STA, 19 February 2019 - Economists warn against selling Slovenian flagship wine producers to non-strategic buyers, which are usually not interested in long-term development but quick profit. They believe strategic buyers could be found at home.
Marko Hočevar and Aleš Kuhar have spoken to the STA after Istrabenz recently put on sale its 50% stake in Adriafin, the firm which owns almost 78% of Vinakoper.
They believe that for Vinakoper, one of the leading wine companies in Slovenia, getting a non-strategic owner would be "bad news".
Vinakoper is the leading wine maker on the coast, in the south-west of the country, where it has some 590 hectares of vineyards.
Another well-known wine maker, Vinag, a storied Maribor winery that traces its history to the 19th century, was sold to a company whose plans for the winery are not clear just yesterday. The new owner, Metalka Commerce is part of a business empire of Marjan Pišljar, dealing mostly in real estate and stocks.
Hočevar says there have been several takeovers lately with negative consequences for the acquired Slovenian wine companies, as non-strategic owners, such as various funds, are usually interested only in making quick profit from the wine producers' real estate or in other yields.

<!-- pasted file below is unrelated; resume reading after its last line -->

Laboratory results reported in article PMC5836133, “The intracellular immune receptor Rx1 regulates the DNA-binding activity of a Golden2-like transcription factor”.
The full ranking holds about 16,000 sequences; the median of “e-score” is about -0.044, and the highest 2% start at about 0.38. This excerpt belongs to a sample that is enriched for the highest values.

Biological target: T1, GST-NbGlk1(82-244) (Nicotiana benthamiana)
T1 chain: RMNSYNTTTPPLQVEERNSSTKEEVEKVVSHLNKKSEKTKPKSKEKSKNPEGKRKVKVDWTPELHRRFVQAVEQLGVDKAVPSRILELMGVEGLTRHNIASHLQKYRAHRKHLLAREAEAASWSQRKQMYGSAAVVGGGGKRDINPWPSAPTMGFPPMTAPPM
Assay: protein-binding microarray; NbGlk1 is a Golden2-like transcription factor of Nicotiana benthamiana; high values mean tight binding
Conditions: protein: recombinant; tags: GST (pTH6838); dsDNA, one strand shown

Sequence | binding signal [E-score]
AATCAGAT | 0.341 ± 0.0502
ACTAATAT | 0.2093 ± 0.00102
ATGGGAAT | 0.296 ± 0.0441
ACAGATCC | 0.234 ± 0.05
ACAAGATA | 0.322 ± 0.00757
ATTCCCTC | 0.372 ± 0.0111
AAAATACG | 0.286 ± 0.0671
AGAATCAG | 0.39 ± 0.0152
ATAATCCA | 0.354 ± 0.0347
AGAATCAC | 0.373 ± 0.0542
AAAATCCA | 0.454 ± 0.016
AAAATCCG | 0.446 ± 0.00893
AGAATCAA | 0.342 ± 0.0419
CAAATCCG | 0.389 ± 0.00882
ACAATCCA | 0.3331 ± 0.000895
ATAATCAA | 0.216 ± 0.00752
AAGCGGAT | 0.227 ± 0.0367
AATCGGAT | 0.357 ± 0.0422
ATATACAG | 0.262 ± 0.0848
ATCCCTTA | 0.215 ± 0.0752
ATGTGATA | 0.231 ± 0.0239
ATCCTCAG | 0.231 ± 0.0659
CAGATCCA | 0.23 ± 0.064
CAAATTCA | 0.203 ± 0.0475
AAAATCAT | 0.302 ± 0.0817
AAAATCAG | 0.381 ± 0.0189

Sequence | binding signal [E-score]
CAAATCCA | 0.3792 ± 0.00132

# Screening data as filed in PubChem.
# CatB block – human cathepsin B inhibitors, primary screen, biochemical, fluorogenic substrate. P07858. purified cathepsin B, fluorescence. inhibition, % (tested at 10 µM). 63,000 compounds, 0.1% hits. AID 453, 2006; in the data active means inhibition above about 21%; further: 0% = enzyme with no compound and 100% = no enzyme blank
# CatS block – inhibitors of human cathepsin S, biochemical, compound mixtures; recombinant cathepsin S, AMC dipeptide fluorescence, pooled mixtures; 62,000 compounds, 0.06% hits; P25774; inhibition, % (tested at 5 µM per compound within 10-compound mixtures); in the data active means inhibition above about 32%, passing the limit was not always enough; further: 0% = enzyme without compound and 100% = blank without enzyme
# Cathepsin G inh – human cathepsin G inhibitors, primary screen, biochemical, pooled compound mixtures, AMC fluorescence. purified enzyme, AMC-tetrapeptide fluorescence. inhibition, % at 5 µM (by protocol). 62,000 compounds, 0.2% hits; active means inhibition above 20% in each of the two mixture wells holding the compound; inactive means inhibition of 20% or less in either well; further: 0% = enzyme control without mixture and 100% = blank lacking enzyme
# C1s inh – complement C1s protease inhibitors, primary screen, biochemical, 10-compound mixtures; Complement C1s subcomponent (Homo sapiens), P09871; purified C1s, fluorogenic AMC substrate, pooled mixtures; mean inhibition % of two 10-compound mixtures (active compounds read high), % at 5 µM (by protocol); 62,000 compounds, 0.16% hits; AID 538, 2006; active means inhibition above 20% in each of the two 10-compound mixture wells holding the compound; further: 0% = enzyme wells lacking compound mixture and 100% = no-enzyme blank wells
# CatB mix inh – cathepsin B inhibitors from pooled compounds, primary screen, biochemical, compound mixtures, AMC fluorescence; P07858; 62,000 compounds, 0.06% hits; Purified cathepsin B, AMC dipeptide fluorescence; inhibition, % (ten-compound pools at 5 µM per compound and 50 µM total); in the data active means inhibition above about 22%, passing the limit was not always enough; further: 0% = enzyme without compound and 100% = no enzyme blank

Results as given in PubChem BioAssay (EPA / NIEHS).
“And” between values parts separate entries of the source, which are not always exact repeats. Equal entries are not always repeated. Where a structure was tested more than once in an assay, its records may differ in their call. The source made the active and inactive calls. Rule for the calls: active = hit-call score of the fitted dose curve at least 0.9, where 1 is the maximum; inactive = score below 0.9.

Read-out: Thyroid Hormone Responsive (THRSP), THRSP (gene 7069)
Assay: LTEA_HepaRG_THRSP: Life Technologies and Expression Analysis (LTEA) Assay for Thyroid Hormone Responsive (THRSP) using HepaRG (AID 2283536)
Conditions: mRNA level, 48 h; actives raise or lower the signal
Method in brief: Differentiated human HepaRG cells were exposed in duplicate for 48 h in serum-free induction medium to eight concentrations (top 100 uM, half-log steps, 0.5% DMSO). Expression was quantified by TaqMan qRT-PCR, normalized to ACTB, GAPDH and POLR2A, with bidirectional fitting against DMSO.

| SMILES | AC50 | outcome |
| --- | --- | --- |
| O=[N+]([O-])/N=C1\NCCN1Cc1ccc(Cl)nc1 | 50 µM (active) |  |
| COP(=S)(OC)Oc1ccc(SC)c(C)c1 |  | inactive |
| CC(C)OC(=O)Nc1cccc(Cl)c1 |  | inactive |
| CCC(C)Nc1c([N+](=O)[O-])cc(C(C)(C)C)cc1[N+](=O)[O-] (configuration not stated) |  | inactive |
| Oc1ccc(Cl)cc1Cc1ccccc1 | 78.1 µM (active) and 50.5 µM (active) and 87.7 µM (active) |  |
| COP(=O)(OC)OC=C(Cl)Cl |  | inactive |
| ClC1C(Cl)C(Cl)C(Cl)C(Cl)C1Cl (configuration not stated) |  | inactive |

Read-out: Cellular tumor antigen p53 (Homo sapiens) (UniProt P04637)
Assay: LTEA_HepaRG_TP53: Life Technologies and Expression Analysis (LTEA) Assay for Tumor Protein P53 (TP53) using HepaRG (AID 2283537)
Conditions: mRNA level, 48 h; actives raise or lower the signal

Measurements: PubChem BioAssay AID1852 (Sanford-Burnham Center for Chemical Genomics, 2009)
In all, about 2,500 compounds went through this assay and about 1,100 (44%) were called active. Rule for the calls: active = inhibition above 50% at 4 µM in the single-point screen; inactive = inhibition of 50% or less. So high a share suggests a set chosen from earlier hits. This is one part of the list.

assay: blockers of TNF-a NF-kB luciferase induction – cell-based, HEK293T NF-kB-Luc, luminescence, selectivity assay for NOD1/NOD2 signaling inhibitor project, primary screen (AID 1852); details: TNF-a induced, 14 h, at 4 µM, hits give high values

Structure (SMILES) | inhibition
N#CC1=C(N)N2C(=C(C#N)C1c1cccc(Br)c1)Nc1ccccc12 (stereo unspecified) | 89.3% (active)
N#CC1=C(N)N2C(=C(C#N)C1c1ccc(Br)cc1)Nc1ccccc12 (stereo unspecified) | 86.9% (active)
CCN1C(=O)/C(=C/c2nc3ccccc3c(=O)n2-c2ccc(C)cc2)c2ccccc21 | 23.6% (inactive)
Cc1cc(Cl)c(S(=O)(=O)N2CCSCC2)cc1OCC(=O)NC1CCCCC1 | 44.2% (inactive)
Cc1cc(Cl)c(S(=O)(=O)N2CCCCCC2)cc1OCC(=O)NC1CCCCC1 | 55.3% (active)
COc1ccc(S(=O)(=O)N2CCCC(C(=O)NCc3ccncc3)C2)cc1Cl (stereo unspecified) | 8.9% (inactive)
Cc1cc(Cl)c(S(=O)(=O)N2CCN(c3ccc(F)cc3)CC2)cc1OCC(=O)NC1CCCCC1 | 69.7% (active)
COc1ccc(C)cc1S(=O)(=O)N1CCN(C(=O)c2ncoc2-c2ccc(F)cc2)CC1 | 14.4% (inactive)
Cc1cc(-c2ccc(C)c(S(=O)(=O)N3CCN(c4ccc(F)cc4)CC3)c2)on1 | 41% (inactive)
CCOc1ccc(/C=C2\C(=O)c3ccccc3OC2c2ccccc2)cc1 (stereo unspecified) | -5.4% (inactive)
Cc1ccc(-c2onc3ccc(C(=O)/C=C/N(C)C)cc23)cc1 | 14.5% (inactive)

"I don't think it'd be good for Vinakoper to be taken over by a fund or somebody who sees its advantage in buildings rather than in the long-term development."
Since there are several solid wine makers in Slovenia, he believes Goriška Brda, another wine company from the Primorska region, could take over Vinakoper.
Kuhar shares Hočevar's view about the dark side of non-strategic owners, but notes the business models of Klet Brda and Vinakoper are somewhat different.
"Nevertheless, they could find synergies. The key question is the price and if Klet Brda would be able to finance such a purchase. Otherwise I see no problems," he says.
Hočevar says winemaking is one of the more important domestic industries, noting it is important economically, while Slovenians "are also culturally attached to wine".
In the business year 2017/2018, Slovenia produced almost 626,000 hectolitres of wine, meaning it was 91% self-sufficient.
Kuhar believes winemaking has a major development potential. "Winemaking is one of the most development-oriented branches of agriculture."
However, he also points to the grey market, which is thriving as wine production for own use often ends up in bars and restaurants and the state tolerates this.
Being in receivership, Istrabenz had tried to sell Adriafin before, and Adriafin's other owner - port operator Luka Koper - has the pre-emptive right to buy the company.
The 2016 attempt produced several potential buyers, including a Koper utility, which offered some EUR 2.5m for it, while Pišljar's Metalka Commerce offered somewhat more.
This time, the deadline for binding bids expires on 1 March.